I was dogsitting last week at a beautiful condo in a very well-to-do town (in one of the top ten richest counties of the country). All of my clients have been in this area and can afford things like shopping at Whole Foods, elaborate decor, and, well, a dogsitter. I mention this because they live a life I’ve never gotten to live, one that I am envious of. I wouldn’t say I grew up poor, but my dad did, and we picked up on a lot of his habits and beliefs that shaped our lives. In particular, making do with the cheapest brands and barest of necessities, while going without a lot of “luxury” items that are so ubiquitous in other homes one might consider them necessities. I don’t resent that upbringing at all, but I did develop a good, healthy lust for a shinier, more expensive life (not that I can afford it).
This particular client from last week perfectly embodied everything I wanted–from the home, to her career, to the financial stability, to the decorations and furniture, to the food. It was like living in a magazine picture, the ones where they intentionally arrange all the antique furniture and cute decor into a cozy, inviting picture just to make you jealous. I mean, that’s why they do it right? When I do come across people with homes like that, my heart aches. I have no decor. I have no clean, beautiful home. I have no personal accents and flourishes that make it my own.
Why do I conflate material possessions with who I am as a person? And why on earth does it still make me so sad?
The only answer I can come up with is because 15-year-old Jessica thought she would be living that life at 26. I would have it all together. I would be working my dream job. I would have enough money to live comfortably and exquisitely. I would be a warm, happy, giving person because I wouldn’t have financial stress. I would be a “together” and “with it” adult. If I had only made the right choices, I would have been this exact woman.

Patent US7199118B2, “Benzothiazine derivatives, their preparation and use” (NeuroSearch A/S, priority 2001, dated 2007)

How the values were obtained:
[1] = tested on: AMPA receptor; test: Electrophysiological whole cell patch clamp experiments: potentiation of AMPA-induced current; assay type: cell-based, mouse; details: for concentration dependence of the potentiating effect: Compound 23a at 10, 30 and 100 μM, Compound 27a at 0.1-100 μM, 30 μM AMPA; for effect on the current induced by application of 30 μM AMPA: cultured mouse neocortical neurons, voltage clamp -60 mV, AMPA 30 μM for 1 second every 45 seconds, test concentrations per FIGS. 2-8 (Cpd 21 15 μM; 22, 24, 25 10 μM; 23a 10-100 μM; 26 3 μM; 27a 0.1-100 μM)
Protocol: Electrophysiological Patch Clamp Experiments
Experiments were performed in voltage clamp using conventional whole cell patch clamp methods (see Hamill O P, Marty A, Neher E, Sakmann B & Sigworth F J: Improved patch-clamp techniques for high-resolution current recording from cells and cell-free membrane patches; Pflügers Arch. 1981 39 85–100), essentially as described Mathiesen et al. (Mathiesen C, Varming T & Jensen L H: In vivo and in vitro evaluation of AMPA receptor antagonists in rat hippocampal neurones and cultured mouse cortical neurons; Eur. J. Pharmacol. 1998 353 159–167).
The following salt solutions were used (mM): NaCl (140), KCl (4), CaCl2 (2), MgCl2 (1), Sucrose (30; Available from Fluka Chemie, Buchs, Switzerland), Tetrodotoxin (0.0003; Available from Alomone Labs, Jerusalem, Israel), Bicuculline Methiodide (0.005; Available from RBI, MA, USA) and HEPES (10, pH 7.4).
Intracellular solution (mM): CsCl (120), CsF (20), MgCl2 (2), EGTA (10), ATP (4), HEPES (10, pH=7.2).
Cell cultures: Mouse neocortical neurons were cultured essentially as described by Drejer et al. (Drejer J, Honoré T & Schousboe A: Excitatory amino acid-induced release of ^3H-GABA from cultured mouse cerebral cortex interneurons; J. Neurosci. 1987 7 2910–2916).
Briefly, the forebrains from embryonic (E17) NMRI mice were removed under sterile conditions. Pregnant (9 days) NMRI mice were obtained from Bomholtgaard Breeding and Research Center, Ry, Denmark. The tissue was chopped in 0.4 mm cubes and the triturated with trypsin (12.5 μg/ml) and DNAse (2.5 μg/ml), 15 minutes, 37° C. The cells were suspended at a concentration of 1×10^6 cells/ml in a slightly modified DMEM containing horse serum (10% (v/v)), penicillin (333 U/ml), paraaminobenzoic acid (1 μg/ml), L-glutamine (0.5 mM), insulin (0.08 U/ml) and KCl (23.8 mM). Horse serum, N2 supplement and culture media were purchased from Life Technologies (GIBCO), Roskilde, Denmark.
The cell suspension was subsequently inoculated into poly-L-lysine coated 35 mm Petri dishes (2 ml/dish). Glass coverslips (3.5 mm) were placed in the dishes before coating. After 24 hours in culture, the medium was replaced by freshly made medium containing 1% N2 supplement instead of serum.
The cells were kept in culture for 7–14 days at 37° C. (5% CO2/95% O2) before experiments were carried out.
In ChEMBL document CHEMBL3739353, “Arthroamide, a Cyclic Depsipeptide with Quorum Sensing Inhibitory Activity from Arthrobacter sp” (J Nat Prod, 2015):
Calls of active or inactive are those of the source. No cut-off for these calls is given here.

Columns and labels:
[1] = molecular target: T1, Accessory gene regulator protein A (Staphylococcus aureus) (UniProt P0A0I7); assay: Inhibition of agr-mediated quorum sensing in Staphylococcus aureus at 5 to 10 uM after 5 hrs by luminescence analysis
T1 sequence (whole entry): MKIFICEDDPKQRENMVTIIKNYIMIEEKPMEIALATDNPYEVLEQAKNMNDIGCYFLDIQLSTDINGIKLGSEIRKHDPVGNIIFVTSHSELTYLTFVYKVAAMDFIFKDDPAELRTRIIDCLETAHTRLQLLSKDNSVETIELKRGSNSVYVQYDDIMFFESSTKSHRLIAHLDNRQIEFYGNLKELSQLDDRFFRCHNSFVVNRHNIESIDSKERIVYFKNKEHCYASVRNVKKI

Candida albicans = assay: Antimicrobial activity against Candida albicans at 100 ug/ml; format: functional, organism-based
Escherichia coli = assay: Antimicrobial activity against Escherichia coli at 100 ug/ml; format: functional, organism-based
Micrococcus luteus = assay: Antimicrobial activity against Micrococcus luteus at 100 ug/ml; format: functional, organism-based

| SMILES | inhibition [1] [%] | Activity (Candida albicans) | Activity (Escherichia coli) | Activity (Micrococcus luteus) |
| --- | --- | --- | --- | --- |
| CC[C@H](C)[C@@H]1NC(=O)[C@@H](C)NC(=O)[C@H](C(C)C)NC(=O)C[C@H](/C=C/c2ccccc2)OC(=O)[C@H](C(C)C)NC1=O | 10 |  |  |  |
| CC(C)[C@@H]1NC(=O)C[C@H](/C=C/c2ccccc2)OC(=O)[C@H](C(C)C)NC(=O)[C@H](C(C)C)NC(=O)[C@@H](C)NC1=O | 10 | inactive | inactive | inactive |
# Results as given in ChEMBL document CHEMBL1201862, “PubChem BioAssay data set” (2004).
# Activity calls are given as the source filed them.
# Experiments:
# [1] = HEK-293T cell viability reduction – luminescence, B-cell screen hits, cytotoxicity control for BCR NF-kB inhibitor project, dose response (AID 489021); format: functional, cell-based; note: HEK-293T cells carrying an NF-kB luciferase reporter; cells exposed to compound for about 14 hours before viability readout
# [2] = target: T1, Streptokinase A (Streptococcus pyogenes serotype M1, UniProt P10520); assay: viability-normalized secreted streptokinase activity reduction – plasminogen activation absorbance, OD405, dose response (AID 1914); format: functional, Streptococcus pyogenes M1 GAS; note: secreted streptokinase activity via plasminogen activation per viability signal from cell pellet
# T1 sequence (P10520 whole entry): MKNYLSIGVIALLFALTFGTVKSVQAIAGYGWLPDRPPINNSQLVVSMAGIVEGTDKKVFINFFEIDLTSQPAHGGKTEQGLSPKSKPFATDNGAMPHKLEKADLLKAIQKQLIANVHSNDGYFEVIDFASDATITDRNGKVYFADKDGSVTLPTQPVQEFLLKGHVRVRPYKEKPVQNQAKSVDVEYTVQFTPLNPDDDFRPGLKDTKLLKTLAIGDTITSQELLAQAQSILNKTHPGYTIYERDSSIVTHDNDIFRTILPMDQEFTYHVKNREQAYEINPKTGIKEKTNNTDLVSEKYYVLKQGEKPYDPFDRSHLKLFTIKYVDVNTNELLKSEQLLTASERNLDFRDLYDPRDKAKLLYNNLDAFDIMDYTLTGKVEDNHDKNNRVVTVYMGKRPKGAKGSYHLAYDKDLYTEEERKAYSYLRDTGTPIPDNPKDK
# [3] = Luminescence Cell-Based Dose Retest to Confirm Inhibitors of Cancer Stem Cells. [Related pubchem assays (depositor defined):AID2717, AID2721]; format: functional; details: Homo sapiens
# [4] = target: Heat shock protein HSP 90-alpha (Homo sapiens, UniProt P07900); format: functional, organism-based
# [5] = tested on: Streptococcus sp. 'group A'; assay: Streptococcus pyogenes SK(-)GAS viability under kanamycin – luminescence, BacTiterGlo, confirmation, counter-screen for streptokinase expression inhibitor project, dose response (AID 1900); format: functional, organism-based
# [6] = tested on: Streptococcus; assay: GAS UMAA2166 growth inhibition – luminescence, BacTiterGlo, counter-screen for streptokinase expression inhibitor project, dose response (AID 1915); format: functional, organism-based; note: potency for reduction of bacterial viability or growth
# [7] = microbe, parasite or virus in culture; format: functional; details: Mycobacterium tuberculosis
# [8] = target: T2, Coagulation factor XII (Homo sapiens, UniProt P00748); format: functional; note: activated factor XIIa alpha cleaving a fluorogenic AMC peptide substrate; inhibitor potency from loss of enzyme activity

But I didn’t make the right choices.
I don’t like to live in the past or in the “what ifs”, but I’m still guilty of throwing a pity party every now and then with guest of honor Regret. I don’t like to wax nostalgic too long and yearn for “days gone by” when my days are STILL going by as I’m busy lamenting. It’s up to me to live them right now and do things in the moment that can make not only my future better, but make my present better. There are things I can say yes to. There are things I can do that can give me peace and contentment. I may not have a bookshelf with loads of quirky, smart, cultural books, but I can get bath mats. Yes, I’m hanging my inner peace on bath mats. It’s the little things that you can say yes to: having a coffee date with a friend, cleaning out my car to make it feel fresh and new, getting fresh seat covers for my kitchen chairs, having an old fashioned slumber party… there’s an entire list I could make.
I’m still in school part time. I’m at a lower-paying job than I have been at in the past few years, but I like it and I don’t feel like it’s sucking my soul out of my ass and that’s worth something. To put things in perspective, I’m not going to get to that life of luxury for several more years. And yes, my choices got me off course, but they can also get me back on course, too.
I don’t have to live someone else’s life. I can do mine. Slowly but surely. Day by day. Eventually, I’ll get to where I want to be and try to have fun along the way.
And when that doesn’t work out: I’ll just be Wonder Woman.